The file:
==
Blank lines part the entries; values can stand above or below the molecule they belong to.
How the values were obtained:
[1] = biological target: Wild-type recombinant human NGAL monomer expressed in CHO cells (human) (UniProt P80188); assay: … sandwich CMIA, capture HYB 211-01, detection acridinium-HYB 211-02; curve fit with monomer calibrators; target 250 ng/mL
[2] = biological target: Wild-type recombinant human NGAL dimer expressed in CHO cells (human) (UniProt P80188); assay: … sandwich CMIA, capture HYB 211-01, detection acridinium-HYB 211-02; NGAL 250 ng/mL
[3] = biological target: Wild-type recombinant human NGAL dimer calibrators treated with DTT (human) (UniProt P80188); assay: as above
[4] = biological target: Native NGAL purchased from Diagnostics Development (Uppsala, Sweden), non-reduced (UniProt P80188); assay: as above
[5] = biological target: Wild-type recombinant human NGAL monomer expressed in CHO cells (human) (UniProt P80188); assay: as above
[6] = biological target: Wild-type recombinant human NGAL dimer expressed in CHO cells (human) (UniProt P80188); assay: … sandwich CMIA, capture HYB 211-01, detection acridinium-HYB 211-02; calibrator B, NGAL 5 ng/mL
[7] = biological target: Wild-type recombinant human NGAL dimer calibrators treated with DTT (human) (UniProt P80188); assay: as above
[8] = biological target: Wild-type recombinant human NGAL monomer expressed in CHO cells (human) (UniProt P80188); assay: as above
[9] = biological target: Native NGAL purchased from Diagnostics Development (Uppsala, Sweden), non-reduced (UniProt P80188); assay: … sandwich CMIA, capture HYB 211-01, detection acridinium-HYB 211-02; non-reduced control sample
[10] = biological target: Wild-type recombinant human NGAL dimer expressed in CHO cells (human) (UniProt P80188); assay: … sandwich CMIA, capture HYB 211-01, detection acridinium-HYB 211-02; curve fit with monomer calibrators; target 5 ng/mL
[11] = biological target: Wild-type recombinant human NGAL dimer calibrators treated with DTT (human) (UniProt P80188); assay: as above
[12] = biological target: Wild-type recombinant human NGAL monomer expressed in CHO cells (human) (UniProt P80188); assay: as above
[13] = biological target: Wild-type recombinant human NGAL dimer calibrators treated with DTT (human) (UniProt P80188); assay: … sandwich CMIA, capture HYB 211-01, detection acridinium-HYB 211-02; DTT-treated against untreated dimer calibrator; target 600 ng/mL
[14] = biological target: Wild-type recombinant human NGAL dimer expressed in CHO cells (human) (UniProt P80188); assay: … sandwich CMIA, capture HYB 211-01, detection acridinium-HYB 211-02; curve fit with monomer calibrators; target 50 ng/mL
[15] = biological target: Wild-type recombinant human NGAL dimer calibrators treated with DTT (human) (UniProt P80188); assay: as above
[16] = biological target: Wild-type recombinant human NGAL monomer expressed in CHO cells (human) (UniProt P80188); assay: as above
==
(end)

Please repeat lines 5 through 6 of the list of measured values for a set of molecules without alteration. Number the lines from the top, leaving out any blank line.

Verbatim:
[3] = biological target: Wild-type recombinant human NGAL dimer calibrators treated with DTT (human) (UniProt P80188); assay: as above
[4] = biological target: Native NGAL purchased from Diagnostics Development (Uppsala, Sweden), non-reduced (UniProt P80188); assay: as above